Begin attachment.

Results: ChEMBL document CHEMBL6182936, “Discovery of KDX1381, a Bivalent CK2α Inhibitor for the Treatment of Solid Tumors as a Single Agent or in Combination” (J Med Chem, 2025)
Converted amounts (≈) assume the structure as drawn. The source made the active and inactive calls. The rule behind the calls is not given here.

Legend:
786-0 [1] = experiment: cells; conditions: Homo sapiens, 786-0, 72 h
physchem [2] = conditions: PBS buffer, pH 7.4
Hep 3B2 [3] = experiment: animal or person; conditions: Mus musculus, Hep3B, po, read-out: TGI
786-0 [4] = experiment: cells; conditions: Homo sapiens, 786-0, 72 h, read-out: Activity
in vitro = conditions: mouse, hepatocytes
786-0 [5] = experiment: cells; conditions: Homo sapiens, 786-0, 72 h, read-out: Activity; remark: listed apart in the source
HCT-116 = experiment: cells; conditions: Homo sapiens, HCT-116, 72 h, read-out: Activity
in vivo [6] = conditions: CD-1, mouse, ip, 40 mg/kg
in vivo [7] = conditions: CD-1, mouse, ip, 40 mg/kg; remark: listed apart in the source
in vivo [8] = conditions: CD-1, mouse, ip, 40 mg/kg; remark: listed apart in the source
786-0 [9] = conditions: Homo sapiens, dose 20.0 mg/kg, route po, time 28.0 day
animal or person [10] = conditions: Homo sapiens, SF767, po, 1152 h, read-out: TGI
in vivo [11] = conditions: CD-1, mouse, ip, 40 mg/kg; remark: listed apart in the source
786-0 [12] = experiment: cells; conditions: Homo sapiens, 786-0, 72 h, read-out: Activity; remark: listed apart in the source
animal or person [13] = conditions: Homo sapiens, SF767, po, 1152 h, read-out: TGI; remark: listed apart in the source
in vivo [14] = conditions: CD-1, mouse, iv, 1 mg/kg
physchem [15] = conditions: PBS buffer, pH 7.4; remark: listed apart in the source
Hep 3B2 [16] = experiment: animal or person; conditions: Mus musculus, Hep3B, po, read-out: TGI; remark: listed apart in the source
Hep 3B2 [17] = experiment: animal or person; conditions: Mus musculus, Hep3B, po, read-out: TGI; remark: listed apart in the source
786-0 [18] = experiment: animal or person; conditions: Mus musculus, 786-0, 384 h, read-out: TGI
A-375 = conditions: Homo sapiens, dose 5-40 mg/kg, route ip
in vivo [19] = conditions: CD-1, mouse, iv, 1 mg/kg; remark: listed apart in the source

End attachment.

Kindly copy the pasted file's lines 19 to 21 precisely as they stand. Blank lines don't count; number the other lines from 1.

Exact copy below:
in vivo [14] = conditions: CD-1, mouse, iv, 1 mg/kg
physchem [15] = conditions: PBS buffer, pH 7.4; remark: listed apart in the source
Hep 3B2 [16] = experiment: animal or person; conditions: Mus musculus, Hep3B, po, read-out: TGI; remark: listed apart in the source